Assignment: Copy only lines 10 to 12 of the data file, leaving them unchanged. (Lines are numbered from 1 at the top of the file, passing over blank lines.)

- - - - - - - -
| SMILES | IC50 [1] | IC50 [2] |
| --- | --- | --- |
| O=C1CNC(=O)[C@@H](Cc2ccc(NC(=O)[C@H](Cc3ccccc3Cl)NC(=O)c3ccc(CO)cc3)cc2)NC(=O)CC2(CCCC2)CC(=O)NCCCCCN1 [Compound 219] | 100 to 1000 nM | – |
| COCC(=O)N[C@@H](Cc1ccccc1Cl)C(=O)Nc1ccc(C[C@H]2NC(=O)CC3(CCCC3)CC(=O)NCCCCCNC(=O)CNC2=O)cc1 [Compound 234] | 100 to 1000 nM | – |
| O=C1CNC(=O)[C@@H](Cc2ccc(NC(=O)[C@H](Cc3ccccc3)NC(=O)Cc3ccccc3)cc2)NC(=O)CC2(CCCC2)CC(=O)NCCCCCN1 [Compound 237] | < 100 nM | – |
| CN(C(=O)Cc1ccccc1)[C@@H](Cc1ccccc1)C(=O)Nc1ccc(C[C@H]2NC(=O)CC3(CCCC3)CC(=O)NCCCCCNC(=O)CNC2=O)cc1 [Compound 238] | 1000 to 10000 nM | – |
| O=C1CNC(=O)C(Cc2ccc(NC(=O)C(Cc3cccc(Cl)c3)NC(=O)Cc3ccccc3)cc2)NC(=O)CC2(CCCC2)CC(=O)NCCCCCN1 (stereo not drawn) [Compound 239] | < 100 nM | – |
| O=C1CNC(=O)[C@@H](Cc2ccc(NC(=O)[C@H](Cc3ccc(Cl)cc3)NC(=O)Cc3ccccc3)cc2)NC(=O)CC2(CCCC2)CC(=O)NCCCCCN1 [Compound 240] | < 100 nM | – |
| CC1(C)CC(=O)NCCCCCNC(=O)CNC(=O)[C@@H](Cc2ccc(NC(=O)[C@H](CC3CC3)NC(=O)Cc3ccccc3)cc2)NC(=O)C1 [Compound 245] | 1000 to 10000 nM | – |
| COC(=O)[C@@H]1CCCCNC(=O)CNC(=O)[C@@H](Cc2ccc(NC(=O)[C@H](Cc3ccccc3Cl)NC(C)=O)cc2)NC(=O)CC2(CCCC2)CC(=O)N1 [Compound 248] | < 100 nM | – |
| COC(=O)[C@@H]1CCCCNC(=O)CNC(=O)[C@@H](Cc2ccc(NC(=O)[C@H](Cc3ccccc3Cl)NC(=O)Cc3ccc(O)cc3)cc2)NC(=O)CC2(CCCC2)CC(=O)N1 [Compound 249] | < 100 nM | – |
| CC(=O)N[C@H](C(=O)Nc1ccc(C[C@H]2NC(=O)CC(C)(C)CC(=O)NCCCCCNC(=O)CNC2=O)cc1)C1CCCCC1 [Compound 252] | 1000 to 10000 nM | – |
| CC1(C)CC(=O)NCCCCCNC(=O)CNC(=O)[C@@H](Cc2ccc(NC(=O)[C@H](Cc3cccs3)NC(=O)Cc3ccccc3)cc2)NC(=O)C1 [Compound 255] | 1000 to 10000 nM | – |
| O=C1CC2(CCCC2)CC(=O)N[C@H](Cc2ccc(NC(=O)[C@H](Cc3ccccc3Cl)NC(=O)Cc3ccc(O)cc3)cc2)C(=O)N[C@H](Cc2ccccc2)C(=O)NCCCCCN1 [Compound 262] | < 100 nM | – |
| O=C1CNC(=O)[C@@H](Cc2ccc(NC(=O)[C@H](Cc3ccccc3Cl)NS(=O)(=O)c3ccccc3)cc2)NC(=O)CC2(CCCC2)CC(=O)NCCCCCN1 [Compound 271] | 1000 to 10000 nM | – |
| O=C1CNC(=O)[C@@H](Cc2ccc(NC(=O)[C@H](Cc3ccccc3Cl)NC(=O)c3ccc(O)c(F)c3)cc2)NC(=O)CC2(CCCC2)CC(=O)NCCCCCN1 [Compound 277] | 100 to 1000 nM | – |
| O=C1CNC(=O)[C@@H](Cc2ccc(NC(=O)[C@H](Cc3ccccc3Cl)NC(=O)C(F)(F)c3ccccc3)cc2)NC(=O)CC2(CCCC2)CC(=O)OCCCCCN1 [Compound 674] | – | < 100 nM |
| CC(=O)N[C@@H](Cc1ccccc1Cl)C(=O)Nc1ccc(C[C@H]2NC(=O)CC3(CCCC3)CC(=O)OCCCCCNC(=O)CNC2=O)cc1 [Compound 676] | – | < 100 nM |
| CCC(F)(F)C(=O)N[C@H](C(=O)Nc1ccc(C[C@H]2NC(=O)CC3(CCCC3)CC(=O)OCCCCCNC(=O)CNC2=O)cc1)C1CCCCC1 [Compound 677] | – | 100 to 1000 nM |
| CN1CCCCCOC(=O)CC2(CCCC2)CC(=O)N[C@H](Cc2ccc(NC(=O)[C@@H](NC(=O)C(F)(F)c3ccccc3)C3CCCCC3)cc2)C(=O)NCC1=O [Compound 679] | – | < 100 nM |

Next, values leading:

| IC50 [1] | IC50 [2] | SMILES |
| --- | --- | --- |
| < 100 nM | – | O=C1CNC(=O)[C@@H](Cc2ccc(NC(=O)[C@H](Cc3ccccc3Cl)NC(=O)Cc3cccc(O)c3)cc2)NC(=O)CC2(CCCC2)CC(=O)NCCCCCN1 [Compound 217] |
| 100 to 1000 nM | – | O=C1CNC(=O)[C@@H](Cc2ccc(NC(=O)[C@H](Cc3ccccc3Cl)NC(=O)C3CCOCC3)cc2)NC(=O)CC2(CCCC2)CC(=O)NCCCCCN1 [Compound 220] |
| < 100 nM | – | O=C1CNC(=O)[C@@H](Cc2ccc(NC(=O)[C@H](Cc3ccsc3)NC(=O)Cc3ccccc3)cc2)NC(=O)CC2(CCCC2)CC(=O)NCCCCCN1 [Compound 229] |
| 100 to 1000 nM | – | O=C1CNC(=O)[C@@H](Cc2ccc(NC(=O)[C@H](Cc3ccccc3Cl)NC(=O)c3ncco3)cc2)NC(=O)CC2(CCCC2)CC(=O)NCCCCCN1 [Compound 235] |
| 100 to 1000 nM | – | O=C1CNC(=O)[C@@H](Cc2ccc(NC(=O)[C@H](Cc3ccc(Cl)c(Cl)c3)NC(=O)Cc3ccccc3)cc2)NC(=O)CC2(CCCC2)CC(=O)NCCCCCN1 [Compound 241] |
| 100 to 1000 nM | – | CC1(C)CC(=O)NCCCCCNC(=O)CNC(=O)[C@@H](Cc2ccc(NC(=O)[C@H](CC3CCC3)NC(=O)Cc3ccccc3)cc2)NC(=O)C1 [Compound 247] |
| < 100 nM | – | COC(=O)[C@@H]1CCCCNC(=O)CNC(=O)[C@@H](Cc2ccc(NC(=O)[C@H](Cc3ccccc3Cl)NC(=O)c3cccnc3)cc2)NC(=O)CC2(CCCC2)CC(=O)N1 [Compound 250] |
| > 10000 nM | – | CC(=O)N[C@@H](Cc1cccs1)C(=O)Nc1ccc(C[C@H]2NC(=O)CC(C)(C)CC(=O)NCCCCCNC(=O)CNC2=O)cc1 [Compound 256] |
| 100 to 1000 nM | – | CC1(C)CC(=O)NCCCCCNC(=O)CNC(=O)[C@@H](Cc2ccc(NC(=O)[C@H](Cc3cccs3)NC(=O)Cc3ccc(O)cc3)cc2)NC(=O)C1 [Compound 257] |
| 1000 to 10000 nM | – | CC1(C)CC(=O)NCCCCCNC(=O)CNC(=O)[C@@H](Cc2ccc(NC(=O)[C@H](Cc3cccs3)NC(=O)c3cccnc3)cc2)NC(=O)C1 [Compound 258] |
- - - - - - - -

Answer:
| COC(=O)[C@@H]1CCCCNC(=O)CNC(=O)[C@@H](Cc2ccc(NC(=O)[C@H](Cc3ccccc3Cl)NC(C)=O)cc2)NC(=O)CC2(CCCC2)CC(=O)N1 [Compound 248] | < 100 nM | – |
| COC(=O)[C@@H]1CCCCNC(=O)CNC(=O)[C@@H](Cc2ccc(NC(=O)[C@H](Cc3ccccc3Cl)NC(=O)Cc3ccc(O)cc3)cc2)NC(=O)CC2(CCCC2)CC(=O)N1 [Compound 249] | < 100 nM | – |
| CC(=O)N[C@H](C(=O)Nc1ccc(C[C@H]2NC(=O)CC(C)(C)CC(=O)NCCCCCNC(=O)CNC2=O)cc1)C1CCCCC1 [Compound 252] | 1000 to 10000 nM | – |